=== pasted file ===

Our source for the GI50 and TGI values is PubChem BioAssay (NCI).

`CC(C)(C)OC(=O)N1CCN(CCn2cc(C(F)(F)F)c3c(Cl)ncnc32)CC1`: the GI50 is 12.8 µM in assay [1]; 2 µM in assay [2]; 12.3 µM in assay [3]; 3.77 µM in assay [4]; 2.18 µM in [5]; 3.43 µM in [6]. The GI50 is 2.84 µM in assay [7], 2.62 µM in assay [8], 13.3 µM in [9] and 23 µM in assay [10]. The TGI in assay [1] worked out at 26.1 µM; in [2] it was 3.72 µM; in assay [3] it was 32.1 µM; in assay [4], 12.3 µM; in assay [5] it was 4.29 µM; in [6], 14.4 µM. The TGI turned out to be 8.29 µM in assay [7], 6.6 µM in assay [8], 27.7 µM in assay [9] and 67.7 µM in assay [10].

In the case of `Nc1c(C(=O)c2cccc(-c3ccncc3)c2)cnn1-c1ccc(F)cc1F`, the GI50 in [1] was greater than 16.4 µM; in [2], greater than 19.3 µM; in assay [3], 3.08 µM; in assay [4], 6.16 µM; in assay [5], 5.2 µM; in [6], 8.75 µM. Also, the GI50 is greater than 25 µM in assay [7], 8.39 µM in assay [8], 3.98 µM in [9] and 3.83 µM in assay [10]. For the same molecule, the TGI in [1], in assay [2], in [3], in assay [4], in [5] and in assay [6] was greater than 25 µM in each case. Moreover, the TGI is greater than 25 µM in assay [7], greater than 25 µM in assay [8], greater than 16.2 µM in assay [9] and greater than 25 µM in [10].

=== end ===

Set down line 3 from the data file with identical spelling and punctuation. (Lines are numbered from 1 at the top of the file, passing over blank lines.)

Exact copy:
In the case of `Nc1c(C(=O)c2cccc(-c3ccncc3)c2)cnn1-c1ccc(F)cc1F`, the GI50 in [1] was greater than 16.4 µM; in [2], greater than 19.3 µM; in assay [3], 3.08 µM; in assay [4], 6.16 µM; in assay [5], 5.2 µM; in [6], 8.75 µM. Also, the GI50 is greater than 25 µM in assay [7], 8.39 µM in assay [8], 3.98 µM in [9] and 3.83 µM in assay [10]. For the same molecule, the TGI in [1], in assay [2], in [3], in assay [4], in [5] and in assay [6] was greater than 25 µM in each case. Moreover, the TGI is greater than 25 µM in assay [7], greater than 25 µM in assay [8], greater than 16.2 µM in assay [9] and greater than 25 µM in [10].